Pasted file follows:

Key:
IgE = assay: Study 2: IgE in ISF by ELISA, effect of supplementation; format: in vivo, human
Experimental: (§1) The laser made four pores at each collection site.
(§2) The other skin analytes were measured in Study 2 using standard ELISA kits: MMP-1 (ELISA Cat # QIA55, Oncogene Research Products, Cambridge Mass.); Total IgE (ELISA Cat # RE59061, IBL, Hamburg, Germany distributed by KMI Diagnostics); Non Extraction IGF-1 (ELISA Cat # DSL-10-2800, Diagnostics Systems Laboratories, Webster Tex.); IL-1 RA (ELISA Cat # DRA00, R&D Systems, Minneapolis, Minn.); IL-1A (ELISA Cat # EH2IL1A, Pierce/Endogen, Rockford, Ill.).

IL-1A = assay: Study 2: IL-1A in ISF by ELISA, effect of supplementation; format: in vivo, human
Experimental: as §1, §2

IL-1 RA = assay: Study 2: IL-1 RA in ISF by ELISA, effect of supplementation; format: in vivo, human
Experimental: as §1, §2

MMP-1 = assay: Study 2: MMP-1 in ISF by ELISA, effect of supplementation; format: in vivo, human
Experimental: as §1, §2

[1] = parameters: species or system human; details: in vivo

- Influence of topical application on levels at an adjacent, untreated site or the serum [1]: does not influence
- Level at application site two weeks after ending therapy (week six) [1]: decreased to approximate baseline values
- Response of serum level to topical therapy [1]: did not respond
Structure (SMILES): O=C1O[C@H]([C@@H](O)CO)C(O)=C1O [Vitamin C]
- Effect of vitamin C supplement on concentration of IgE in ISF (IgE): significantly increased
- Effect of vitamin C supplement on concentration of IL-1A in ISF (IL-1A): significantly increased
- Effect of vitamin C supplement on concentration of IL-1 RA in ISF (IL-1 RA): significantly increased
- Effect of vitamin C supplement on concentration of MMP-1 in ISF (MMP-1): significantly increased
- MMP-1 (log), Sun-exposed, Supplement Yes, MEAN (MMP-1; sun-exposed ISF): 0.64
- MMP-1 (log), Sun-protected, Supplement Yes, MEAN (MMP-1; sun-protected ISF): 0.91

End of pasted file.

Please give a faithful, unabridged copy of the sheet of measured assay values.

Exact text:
Key:
IgE = assay: Study 2: IgE in ISF by ELISA, effect of supplementation; format: in vivo, human
Experimental: (§1) The laser made four pores at each collection site.
(§2) The other skin analytes were measured in Study 2 using standard ELISA kits: MMP-1 (ELISA Cat # QIA55, Oncogene Research Products, Cambridge Mass.); Total IgE (ELISA Cat # RE59061, IBL, Hamburg, Germany distributed by KMI Diagnostics); Non Extraction IGF-1 (ELISA Cat # DSL-10-2800, Diagnostics Systems Laboratories, Webster Tex.); IL-1 RA (ELISA Cat # DRA00, R&D Systems, Minneapolis, Minn.); IL-1A (ELISA Cat # EH2IL1A, Pierce/Endogen, Rockford, Ill.).

IL-1A = assay: Study 2: IL-1A in ISF by ELISA, effect of supplementation; format: in vivo, human
Experimental: as §1, §2

IL-1 RA = assay: Study 2: IL-1 RA in ISF by ELISA, effect of supplementation; format: in vivo, human
Experimental: as §1, §2

MMP-1 = assay: Study 2: MMP-1 in ISF by ELISA, effect of supplementation; format: in vivo, human
Experimental: as §1, §2

[1] = parameters: species or system human; details: in vivo

- Influence of topical application on levels at an adjacent, untreated site or the serum [1]: does not influence
- Level at application site two weeks after ending therapy (week six) [1]: decreased to approximate baseline values
- Response of serum level to topical therapy [1]: did not respond
Structure (SMILES): O=C1O[C@H]([C@@H](O)CO)C(O)=C1O [Vitamin C]
- Effect of vitamin C supplement on concentration of IgE in ISF (IgE): significantly increased
- Effect of vitamin C supplement on concentration of IL-1A in ISF (IL-1A): significantly increased
- Effect of vitamin C supplement on concentration of IL-1 RA in ISF (IL-1 RA): significantly increased
- Effect of vitamin C supplement on concentration of MMP-1 in ISF (MMP-1): significantly increased
- MMP-1 (log), Sun-exposed, Supplement Yes, MEAN (MMP-1; sun-exposed ISF): 0.64
- MMP-1 (log), Sun-protected, Supplement Yes, MEAN (MMP-1; sun-protected ISF): 0.91